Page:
A system for wirelessly measuring the volume of fluid in tanks at non-horizontal orientation is predicated upon two technologies developed at Langley Research Center. The first is a magnetic field response recorder that powers and interrogates magnetic field response sensors [“Magnetic Field Response Measurement Acquisition System,” (LAR-16908), NASA Tech Briefs, Vol. 30, No. 6 (June 2006), page 28]. Magnetic field response sensors are a class of sensors that are powered via oscillating magnetic fields and when electrically active respond with their own magnetic fields whose attributes are dependent upon the magnitude of the physical quantity being measured. The response recorder facilitates the use of the second technology, which is a magnetic field response fluid-level sensor [“Wireless Fluid-Level Sensors for Harsh Environments,” (LAR-17155), NASA Tech Briefs, Vol. 33, No. 4 (April 2009), page 30].
The method for powering and interrogating the sensors allows them to be completely encased in materials (Fig. 1) that are chemically resilient to the fluid being measured, thereby facilitating measurement of substances (e.g., acids, petroleum, cryogenic, caustic, and the like) that would normally destroy electronic circuitry. When the sensors are encapsulated, no fluid (or fluid vapor) is exposed to any electrical component of the measurement system. There is no direct electrical line from the vehicle or plant power into a fuel container. The means of interrogating and powering the sensors can be completely physically and electrically isolated from the fuel and vapors by placing the sensor on the other side of an electrically non-conductive bulkhead (Fig. 2). These features prevent the interrogation system and its electrical components from becoming an ignition source.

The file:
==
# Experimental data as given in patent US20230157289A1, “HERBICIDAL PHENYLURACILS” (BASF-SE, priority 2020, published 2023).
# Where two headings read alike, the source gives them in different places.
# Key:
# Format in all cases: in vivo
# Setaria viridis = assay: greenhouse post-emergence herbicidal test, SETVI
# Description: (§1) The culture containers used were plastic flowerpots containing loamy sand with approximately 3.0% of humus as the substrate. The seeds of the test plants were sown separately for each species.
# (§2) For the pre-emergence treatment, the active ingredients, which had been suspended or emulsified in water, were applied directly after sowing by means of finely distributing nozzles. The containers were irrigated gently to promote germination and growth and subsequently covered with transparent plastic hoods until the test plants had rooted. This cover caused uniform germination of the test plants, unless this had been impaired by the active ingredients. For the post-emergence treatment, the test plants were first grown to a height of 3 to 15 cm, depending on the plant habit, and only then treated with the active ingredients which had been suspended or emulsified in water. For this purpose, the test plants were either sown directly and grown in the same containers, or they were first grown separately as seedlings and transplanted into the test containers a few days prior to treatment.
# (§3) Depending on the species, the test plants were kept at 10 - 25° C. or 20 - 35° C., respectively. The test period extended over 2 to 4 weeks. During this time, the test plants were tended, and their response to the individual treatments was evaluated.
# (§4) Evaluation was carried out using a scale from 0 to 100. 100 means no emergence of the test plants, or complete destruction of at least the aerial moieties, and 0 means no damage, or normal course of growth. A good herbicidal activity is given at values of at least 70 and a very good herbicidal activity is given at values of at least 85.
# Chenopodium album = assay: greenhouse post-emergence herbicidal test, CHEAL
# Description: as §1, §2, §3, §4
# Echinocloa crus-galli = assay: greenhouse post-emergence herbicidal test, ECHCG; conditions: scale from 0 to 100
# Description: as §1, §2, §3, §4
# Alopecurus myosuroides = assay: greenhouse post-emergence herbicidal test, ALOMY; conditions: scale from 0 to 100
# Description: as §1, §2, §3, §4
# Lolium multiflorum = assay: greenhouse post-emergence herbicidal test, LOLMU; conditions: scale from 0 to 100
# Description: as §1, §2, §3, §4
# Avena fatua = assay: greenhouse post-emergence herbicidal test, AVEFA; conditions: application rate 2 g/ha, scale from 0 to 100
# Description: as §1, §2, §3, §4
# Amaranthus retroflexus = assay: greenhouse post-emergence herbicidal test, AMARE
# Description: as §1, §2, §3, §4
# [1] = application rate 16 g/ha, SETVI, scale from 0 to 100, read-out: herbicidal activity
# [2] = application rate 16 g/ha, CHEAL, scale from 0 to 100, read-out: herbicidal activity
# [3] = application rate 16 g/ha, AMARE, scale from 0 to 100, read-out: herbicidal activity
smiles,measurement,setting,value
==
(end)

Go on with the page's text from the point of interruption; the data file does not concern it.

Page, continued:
Measuring fuel volume while the tank is not level would benefit aircraft during uncoordinated roll and pitch maneuvers, boat fuel tanks in heavy waves, and trucks, trains, and automobiles moving on steep inclines. The system can be used for any fluid, including cryogenic and caustic liquids. If the geometry of the tank is known, the surface defining the liquid/air interface can be determined by measuring the frequency response from at least three sensors in contact with the liquid. When internal baffles are used, the surface is that of a plane with fluid perturbations about the plane. When successive fuel-level readings are acquired and averaged, the results will approximate that of a plane. Once this surface is known, it can be used with the tank geometry to determine the volume under the surface.
Solely capacitive sensors are directly connected to power source and interrogation equipment. They must be calibrated for all capacitance in the sensor and the electrical wires to the sensor, making it necessary to have the sensor electronics near or at the probe because lead length affects the capacitance of the probe. The magnetic field response sensor system presented provides an added logistical advantage in that electrical leads do not affect their calibration. Each sensor can easily be calibrated by taking the response frequency when the tank is empty, then again when the tank is full. One can then easily determine the sensor response with respect to the fractional fluid level without the need for additional measurements, and therefore know the fractional level (e.g., 0.1 full) without knowing the fluid dielectric, sensor material, sensor geometry, or tank geometry. With the advent of vehicle engines using many different types of fuels with each having a different dielectric, it is advantageous for a measurement system that can easily be calibrated for any fluid without having to take the vehicle to a maintenance facility.
This work was done by Stanley E. Woodard of Langley Research Center and Bryant D. Taylor of ATK Space Division. For more information, download the Technical Support Package (free white paper) at www.techbriefs.com/tsp under the Physical Sciences category. LAR-17116-1